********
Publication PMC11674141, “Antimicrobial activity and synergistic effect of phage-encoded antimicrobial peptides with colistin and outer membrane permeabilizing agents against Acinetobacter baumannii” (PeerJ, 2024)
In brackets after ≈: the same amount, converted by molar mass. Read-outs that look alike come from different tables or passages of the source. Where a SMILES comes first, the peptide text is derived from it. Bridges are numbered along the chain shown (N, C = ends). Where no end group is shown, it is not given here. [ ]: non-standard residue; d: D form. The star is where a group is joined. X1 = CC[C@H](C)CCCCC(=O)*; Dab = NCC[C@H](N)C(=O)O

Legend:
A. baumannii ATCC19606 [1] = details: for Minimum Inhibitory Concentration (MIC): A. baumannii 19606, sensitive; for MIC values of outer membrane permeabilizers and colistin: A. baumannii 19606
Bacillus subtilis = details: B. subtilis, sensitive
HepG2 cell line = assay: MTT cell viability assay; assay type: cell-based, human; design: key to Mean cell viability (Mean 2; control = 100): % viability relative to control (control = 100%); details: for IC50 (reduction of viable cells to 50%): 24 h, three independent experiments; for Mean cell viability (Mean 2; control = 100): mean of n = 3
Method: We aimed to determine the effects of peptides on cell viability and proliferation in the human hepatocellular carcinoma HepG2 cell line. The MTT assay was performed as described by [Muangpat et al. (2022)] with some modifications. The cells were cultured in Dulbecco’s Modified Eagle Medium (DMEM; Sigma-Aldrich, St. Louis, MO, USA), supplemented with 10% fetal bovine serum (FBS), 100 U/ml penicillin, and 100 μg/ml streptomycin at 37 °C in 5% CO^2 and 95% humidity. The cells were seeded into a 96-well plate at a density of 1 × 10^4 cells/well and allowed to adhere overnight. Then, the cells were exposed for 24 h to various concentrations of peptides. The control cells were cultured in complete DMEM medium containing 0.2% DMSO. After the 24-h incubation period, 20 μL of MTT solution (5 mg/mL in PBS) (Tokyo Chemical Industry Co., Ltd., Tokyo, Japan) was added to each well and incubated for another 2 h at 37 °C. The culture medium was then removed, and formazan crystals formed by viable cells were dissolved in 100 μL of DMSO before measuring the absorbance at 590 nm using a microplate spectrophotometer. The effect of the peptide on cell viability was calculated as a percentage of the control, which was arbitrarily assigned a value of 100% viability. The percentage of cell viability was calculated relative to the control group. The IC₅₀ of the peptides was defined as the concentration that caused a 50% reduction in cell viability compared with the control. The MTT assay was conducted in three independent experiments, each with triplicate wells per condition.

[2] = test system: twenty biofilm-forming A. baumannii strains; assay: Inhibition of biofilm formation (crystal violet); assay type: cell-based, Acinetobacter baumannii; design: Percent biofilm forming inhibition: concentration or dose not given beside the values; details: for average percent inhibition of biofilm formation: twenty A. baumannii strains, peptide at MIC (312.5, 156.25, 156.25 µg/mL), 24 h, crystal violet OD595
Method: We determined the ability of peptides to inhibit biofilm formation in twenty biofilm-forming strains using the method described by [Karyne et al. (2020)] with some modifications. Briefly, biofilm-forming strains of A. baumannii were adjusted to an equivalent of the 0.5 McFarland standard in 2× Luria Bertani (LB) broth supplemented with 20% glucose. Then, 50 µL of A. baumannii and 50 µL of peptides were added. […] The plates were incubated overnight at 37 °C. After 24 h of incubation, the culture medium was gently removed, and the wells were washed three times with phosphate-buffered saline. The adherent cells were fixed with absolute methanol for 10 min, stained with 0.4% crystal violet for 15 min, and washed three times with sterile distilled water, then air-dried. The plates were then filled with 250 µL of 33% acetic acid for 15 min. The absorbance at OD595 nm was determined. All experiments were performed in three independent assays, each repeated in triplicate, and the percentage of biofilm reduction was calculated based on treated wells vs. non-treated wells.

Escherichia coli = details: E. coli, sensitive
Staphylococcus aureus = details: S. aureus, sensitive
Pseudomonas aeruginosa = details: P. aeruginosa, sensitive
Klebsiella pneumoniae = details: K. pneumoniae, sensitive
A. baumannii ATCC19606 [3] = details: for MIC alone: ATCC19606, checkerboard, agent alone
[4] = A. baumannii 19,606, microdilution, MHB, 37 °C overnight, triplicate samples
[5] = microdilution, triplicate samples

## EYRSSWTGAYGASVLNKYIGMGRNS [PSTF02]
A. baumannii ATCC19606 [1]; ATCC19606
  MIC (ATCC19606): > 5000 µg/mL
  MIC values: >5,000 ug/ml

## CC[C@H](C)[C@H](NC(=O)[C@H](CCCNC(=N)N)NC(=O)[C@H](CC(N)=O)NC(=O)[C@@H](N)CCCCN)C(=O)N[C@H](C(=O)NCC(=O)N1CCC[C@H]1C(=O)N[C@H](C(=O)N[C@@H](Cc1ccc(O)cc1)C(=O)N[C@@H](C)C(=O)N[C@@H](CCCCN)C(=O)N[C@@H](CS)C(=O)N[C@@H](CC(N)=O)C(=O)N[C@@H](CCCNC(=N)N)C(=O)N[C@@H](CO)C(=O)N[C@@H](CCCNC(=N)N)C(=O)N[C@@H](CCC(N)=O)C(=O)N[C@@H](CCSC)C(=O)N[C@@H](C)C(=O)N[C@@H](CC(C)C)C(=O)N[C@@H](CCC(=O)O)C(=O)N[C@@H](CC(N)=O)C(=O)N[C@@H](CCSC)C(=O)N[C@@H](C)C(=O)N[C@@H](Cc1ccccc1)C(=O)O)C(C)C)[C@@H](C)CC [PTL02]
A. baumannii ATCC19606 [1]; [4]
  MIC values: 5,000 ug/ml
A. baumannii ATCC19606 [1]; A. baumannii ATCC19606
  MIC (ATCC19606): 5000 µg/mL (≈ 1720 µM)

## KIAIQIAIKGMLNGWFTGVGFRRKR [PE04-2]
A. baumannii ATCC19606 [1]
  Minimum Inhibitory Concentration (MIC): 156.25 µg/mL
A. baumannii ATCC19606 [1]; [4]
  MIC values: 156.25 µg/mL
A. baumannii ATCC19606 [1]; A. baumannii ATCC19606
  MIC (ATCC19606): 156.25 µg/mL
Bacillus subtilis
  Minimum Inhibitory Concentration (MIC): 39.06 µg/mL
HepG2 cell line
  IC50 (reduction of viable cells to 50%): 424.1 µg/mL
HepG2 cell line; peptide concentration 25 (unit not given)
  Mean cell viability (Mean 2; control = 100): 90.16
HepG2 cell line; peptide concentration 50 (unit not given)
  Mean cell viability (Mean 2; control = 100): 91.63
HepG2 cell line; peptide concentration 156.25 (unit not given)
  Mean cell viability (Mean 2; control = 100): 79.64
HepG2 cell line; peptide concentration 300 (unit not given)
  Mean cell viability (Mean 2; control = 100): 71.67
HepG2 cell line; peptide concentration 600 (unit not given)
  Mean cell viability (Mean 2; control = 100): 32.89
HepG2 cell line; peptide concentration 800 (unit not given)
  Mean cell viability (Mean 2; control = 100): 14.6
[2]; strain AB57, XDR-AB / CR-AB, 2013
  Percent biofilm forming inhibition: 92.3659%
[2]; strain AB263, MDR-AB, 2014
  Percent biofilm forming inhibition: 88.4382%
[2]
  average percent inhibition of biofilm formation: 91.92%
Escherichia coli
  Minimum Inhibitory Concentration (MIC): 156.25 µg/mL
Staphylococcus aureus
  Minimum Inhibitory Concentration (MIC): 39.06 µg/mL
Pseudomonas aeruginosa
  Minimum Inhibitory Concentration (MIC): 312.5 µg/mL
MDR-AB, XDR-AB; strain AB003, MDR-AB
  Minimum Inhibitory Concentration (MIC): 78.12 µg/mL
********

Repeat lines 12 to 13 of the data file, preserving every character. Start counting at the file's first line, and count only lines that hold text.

Pseudomonas aeruginosa = details: P. aeruginosa, sensitive
Klebsiella pneumoniae = details: K. pneumoniae, sensitive